Today was the first day since the beginning of the novel coronavirus outbreak that I had a full-blown panic attack. It happened to be the perfect storm. I didn’t take my second sleep (which is what I call the rest I need after my morning dose of medication) because my husband is working from home, and his presence made me forget or disrupt my routine.
For the past two days, I have been obsessively swallowing thinking or imagining that I am beginning to get a sore throat. That continued today. Later in the morning, I thought I had a fever and asked my husband to feel my forehead. He said, “I don’t think so.” I interpreted that as, “It is possible,” and went to get our digital thermometer. I sat in my recliner and put the tip of the thermometer under my tongue. When it beeped, indicating a reading, I looked, and I had a temperature of 94.8. My husband looked that up and said if that were accurate, I would have hypothermia.
I met with a writer friend on Zoom, and I worked in my COVID-19 diary for twenty minutes. I told her after our writing exercise that I was feeling stressed and anxious. After logging off from Zoom, and saying good-bye to my friend, I went back to sit in my recliner, and that is when I started to panic.
I told my husband, who was busy working at his computer, that I was in the midst of a panic attack. He asked if I knew what had triggered it, and I said, “My temperature.” He went and found our non-digital thermometer and took my temperature for a second time. This time it was 96.6, which is within a healthy range. That didn’t stop the anxiety attack, though.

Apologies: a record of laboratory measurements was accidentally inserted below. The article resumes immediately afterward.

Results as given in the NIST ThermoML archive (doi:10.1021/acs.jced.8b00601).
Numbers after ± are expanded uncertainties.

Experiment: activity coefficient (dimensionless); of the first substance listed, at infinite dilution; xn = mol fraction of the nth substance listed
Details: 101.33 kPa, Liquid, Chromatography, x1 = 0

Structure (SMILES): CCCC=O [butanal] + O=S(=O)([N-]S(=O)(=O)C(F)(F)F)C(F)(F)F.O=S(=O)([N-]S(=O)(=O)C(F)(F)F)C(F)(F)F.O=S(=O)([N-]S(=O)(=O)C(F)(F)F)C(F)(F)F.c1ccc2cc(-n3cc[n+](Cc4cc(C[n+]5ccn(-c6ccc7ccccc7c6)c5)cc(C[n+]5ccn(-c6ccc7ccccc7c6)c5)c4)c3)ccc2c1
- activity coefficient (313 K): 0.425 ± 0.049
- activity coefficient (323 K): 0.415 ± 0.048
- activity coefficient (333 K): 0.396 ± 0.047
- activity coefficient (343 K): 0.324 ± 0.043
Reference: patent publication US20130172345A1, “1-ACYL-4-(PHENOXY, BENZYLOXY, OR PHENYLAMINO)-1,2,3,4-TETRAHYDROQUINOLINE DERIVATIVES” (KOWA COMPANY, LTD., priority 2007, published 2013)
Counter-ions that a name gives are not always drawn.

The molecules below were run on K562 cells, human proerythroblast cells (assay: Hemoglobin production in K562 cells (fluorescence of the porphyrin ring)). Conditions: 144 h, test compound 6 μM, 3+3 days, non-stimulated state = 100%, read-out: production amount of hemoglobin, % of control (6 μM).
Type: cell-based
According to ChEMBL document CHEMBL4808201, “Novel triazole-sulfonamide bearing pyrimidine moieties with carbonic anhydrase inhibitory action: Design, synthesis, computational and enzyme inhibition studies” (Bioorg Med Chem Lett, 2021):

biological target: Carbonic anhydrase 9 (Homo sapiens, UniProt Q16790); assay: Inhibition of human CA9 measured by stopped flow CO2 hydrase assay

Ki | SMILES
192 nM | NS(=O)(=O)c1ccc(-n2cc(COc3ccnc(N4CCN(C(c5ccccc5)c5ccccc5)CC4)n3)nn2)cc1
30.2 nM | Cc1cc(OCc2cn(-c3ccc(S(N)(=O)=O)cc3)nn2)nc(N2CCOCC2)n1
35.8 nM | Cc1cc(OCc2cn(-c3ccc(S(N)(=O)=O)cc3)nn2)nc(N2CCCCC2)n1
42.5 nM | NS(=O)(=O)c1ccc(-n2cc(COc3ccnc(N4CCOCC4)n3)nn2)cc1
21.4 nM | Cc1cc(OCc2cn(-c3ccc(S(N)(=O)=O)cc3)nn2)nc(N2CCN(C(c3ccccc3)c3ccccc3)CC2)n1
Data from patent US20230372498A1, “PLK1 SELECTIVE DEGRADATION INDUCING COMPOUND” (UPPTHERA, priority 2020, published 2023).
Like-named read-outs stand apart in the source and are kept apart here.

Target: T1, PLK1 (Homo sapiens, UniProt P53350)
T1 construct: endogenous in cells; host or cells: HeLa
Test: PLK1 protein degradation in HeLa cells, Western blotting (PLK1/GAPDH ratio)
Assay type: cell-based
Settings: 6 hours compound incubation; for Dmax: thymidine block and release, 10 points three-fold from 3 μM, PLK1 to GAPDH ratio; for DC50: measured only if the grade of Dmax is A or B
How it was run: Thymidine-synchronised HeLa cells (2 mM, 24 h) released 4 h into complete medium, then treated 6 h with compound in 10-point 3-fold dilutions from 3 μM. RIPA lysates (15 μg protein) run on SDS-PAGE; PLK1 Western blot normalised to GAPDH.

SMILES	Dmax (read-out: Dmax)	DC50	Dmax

I realized I was hungry (low blood sugar can cause me to have an anxiety attack). So, I went into the kitchen and ate some hummus and crackers, steamed zucchini, and steamed carrots. After I ate, my husband rubbed my back and put on worship music.
With three things triggering my anxiety: fear of being sick, no second sleep, and allowing myself to get overly hungry, there was no way to break the panic without medication. I took half of my one of my anti-anxiety pills, and we started binge-watching a show we like right now.
Twenty minutes into the show, I started to relax. We watched a full forty-minute episode, and then I fell asleep for an hour. I am happy to report I am now fine and trying to get this day back on track.
Please don’t feel bad if, during this isolation period, you have unproductive, difficult, trying days. It is hard on all of us, mental illness or not. Everyone feels the stress, whether it is financial, health, social, or physical. Challenges are coming at us left and right. As someone on the Internet said, “It is okay, to not be okay.” That’s where I was today, and maybe you are too.